Lathe paint stripping and prep
Hello all. I have a question about removing old paint and cleaning the surface to get ready for new paint. This may be a really dumb question, but will sand blasting or bead blasting damage the ways of the bed? I have access to sand blasting equipment and it seems a fairly rapid and thourough way to get all this paint build up off. I thought I would go over the ways with some sugar sand or glass beads and clean them up, hopefully making the ways look better. I've rubbed pretty vigorously with Scotchbrite and WD-40 and I have them looking a lot better than they were. It seems to me like it might add some slight porosity to the surfaces making them hold oil better than they would if they were shiny and smooth.
Also, has anyone ever used body filler on the compound, saddle or cross slide to get a better looking finish? My compound and cross slide are dinged up in places, and would look quite a bit better if I filled those places in before painting.
While others here might have different views on this...I don't think I'd use sand anywhere near a lathe and I don't think I'd be tempted to blast the ways with anything at all including glass beads. While some parts could be cleaned with beads you will have to use some caution --around-- any machined surfaces with pressure abrasives.
I'm sure that isn't what you wanted to hear...we all like shortcuts..I just don't think a blaster is the correct tool for what you want to accomplish.Sand will get into places you don't want it absolutely,that's for sure. Abrasives under pressure can remove metal from areas that were machined for close tolerance fits,which in most cases isn't good.
I've got 3-4 sandblasters and other than non-machined pieces (with glass beads) I don't think I'll be using a blaster for any parts of my lathe(the ways already have enough wear in them).
I'd be interested in others views on this subject as much as you... these are just my thoughts on this. I'm sick of oven cleaners,paint remover & scrapers and dental picks.
When I restored my 405, I sandblasted everything, including the bed. I taped/masked the ways to prevent hitting it with the blasting media. I did hit the tailstock way in one small spot and in my opinion, I would not want to do that to the ways in general. It gave that spot a matt finish as you would expect. I would think that you would want the ways a smooth as possible.
I used JB Weld to fill in dings and pitting in my compound and a few voids that showed up in the headstock casting after blasting. Worked fine and looks good.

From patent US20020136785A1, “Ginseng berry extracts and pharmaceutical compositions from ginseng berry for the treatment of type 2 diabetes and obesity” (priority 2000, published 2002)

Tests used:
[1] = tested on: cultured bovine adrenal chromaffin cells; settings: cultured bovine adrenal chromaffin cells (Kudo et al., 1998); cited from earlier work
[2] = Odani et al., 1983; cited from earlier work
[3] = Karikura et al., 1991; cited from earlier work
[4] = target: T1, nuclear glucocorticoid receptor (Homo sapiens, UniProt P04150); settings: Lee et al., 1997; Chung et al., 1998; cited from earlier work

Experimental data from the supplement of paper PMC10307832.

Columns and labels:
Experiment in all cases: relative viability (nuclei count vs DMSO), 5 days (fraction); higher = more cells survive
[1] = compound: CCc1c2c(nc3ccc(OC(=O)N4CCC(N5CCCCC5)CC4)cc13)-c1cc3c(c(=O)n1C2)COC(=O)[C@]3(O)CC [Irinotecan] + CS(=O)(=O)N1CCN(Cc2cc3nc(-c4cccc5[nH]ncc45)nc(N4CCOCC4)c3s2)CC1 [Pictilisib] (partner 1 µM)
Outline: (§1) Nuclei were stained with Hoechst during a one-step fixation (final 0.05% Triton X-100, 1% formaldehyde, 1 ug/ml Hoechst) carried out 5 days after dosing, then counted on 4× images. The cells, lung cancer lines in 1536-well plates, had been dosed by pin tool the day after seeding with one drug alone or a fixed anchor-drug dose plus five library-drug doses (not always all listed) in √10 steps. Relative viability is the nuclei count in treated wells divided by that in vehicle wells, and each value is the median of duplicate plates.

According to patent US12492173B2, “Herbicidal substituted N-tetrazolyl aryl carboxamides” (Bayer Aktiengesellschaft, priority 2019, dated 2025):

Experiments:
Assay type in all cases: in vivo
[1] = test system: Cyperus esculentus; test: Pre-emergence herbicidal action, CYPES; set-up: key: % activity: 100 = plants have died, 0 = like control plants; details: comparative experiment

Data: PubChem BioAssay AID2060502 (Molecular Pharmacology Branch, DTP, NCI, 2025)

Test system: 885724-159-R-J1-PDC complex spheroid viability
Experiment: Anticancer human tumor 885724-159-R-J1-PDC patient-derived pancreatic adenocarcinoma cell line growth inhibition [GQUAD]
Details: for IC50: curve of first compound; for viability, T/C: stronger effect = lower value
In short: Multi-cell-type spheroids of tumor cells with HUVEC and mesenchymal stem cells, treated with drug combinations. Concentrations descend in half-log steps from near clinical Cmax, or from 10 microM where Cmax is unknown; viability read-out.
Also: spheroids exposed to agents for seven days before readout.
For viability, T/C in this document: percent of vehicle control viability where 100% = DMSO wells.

P.S. I also taped the heck out of any oil passages, bearing surfaces and anywhere else I didn't want sand to go. tmb
Last edited by flathead4; 01-02-2008 at 12:24 AM.
Reason: more info
Do a search of this forum and you will find a number of postings that will provide answers to your questions.
I use Mr. Muscle oven cleaner as a paint stripper.... I would not use it (or any oven cleaner) on the parts (gear covers/doors, collet tray, etc.) made of aluminum, though.
Body filler, JB Weld have been used as fillers. There are also filler primers that can be used. Where the castings are not course, a polyester spotting putty over the primed surface can be used.
I wouldn't do any sandblasting unless the machined surfaces (precision or otherwise) were super-protected from the blasting media hitting it.
i would not use sand blasting or bead blasting unless i were to dissasemble the whole lathe. like others have said the blasting media gets into everything. also do not use a pressure washer as there are no seals on these lathes and the water gets into the spindle and gear shafts and pits everything. if after dissasembling everything and you want to sand or beadblast just do not blast the bed ways. it will erode the surface and accelerate wear on the saddle and ways.
Ok. I sure appreciate all the comments. I knew it would frost the surface, but I was not sure if it would take any metal away. So now I know not to try that. I don't want to be the experiment that failed. :-) The bed is what I was mainly going to sandblast. I wasn't going to try that on the headstock...not unless I had it completely disassembled. I will go with the tried and true cleaners (and the dental pics).